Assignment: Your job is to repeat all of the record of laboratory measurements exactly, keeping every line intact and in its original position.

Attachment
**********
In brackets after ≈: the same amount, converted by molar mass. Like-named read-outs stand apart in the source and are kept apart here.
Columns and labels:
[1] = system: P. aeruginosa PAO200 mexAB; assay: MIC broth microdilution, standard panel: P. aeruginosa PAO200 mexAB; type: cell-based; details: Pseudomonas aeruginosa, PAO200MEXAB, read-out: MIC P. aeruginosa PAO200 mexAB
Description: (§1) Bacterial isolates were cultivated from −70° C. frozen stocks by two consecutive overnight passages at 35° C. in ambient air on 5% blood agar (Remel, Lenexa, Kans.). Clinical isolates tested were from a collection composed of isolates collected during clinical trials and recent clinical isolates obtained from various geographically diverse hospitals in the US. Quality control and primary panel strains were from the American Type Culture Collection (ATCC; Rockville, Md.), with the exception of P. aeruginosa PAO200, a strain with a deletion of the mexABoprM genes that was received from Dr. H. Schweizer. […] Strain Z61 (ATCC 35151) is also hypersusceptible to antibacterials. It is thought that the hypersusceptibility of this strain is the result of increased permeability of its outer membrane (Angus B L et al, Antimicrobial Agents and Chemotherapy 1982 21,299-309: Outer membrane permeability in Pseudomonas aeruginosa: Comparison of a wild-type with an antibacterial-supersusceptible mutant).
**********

In brackets after ≈: the same amount, converted by molar mass. Like-named read-outs stand apart in the source and are kept apart here.
Columns and labels:
[1] = system: P. aeruginosa PAO200 mexAB; assay: MIC broth microdilution, standard panel: P. aeruginosa PAO200 mexAB; type: cell-based; details: Pseudomonas aeruginosa, PAO200MEXAB, read-out: MIC P. aeruginosa PAO200 mexAB
Description: (§1) Bacterial isolates were cultivated from −70° C. frozen stocks by two consecutive overnight passages at 35° C. in ambient air on 5% blood agar (Remel, Lenexa, Kans.). Clinical isolates tested were from a collection composed of isolates collected during clinical trials and recent clinical isolates obtained from various geographically diverse hospitals in the US. Quality control and primary panel strains were from the American Type Culture Collection (ATCC; Rockville, Md.), with the exception of P. aeruginosa PAO200, a strain with a deletion of the mexABoprM genes that was received from Dr. H. Schweizer. […] Strain Z61 (ATCC 35151) is also hypersusceptible to antibacterials. It is thought that the hypersusceptibility of this strain is the result of increased permeability of its outer membrane (Angus B L et al, Antimicrobial Agents and Chemotherapy 1982 21,299-309: Outer membrane permeability in Pseudomonas aeruginosa: Comparison of a wild-type with an antibacterial-supersusceptible mutant).